Stem cell fund puts TEDCO in spotlight

Agency for entrepreneurs adjusting to new role


Before January, the Maryland Technology Development Corp. tripped along under the political radar, doling out small loans and grants to state start-ups, encouraging universities and federal labs to commercialize their intellectual property, and generally basking in bipartisan, if somewhat slight, praise.

But that changed this winter when Gov. Robert L. Ehrlich Jr. announced that the semipublic agency, best known as TEDCO, would oversee Maryland money set aside for stem cell research. Suddenly, right-to-life politics were injected into the workings of a group that prided itself on being a nonpartisan friend of entrepreneurs.

The commission for the $15 million stem cell fund met for the first time yesterday. The fund is three times the size of TEDCO's budget.

Some officials say oversight of the fund could be great for TEDCO, finally getting it the attention that they think it deserves. Others worry the agency will lose its focus on helping new businesses and be pulled into partisan politics.

Signs of the latter were appearing before stem cells became an issue. In December, TEDCO's executive director - an appointee of the previous Democratic administration - resigned amid legislative speculation that he was forced out by the current Republican regime, though representatives said that wasn't the case.

The search for a successor was put on hold until last month, so TEDCO's board could prepare for its new stem cell charge. And some believe the position will remain empty until after the November election.

"We don't know who the next governor is going to be," said Del. Kumar P. Barve, a Montgomery County Democrat who was a lead sponsor of the legislation that created the investment agency in 1998."I think a lot of people might tend to hold off for that reason alone," he said.

But Aris Melissaratos, secretary of the state's Department of Business and Economic Development and a TEDCO board member, believes that oversight of the stem cell commission will give TEDCO a certain "gravitas" it was lacking, and possibly draw more candidates to the executive-director opening.

It gives TEDCO "a lot of credibility," Melissaratos said. "It's one thing to give out $15,000, $25,000 grants to companies, it's quite another to give out half-a-million- dollar research grants."

TEDCO was created to commercialize intelligence from the state's universities and federal laboratories.

An executive director - Phillip Singerman - was hired in late 1999, and he, in turn, hired Renee Winsky, who had wanted his job.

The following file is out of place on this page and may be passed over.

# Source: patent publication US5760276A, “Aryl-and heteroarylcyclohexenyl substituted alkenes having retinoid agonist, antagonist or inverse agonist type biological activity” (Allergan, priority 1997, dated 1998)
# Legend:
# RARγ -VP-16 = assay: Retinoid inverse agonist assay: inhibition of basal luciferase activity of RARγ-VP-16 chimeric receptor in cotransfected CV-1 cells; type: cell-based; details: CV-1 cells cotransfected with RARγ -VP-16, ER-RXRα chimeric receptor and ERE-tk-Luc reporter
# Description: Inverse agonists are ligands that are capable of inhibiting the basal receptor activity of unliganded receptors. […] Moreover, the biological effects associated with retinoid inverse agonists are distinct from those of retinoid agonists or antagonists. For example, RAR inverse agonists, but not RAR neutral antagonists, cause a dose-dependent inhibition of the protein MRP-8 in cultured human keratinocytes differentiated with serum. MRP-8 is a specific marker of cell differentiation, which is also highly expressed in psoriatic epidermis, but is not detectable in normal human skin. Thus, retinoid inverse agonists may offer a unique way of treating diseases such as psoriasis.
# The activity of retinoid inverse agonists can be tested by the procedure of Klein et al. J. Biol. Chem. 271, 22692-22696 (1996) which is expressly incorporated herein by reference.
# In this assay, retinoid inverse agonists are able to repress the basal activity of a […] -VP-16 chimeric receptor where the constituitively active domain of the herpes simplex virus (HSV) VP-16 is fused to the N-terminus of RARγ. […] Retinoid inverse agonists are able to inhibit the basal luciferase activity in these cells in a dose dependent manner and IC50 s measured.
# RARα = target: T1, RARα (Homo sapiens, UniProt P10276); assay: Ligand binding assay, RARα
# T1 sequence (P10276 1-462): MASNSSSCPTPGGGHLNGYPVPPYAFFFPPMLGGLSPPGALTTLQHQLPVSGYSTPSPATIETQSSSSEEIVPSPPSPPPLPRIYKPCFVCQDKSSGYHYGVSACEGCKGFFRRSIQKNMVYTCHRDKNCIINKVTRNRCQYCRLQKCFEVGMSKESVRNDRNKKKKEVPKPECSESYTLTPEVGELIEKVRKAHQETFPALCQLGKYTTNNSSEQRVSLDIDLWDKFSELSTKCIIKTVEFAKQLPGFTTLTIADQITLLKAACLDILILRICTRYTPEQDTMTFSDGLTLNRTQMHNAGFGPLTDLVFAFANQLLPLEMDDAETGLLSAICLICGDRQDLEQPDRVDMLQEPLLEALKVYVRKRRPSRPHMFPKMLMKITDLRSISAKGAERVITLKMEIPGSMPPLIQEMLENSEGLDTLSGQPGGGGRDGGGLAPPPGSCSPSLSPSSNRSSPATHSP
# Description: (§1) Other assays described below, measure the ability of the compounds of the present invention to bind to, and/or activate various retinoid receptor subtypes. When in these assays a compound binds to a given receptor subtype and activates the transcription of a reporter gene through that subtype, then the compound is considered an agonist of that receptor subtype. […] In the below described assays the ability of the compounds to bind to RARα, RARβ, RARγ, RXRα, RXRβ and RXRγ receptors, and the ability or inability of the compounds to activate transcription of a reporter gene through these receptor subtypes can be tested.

Together, they worked to chip away at the wall around labs and universities, many of which have histories of keeping their knowledge to themselves.

To date, the organization - which reports directly to the House speaker, Senate president and the governor - has dispensed, or committed, nearly $7.8 million to 128 projects. Most of the awards are grants.

55 companies helped

But 55 companies took on what could be considered loans of up to $75,000, with a stipulation that they be repaid if they start bringing in revenue. Thus far, 17 companies have reached that point, and either paid back the loans or started to, though it's sometimes in the form of a $20 check.

The loan allocations have earned TEDCO the designation of top venture capital firm - in terms of the number of deals brokered annually - three years in a row by Entrepreneur magazine.

It's a ranking that TEDCO promotes freely even while asserting it is not a venture capitalist, since it does not seek a financial return on its investment, though penalties are assessed if a loan is paid back late.

Barve fears that oversight of the stem cell fund and the commission could jeopardize TEDCO's business-development role.

"The danger with stem cells is that it's so political for people," Barve said. "The very culturally conservative people don't like [embryonic] stem cell research. So there's the possibility, I'm not saying its happening, but there's the possibility that the politics of abortion can intrude into an organization that previously was apolitical, and that's a concern."

California, which allocated a staggering $3 billion to stem cell research - 200 times Maryland's commitment - has been unable to move forward because of legal challenges filed by religious and other organizations.

Last week, President Bush vetoed a bill that would have allowed federal funding for new embryonic stem cell research.

A day later, Baltimore Mayor Martin O'Malley - the presumed Democratic nominee for governor - promised to pledge an additional $10 million to such research in Maryland if he is elected, and states around the country began calling for similar declarations from their leaders.

Ahead of the curve

Only a handful of states have passed laws that dedicate funds to stem cell research, putting Maryland ahead of the curve. But it wasn't achieved without much back-and-forth about the type of cells that were acceptable.

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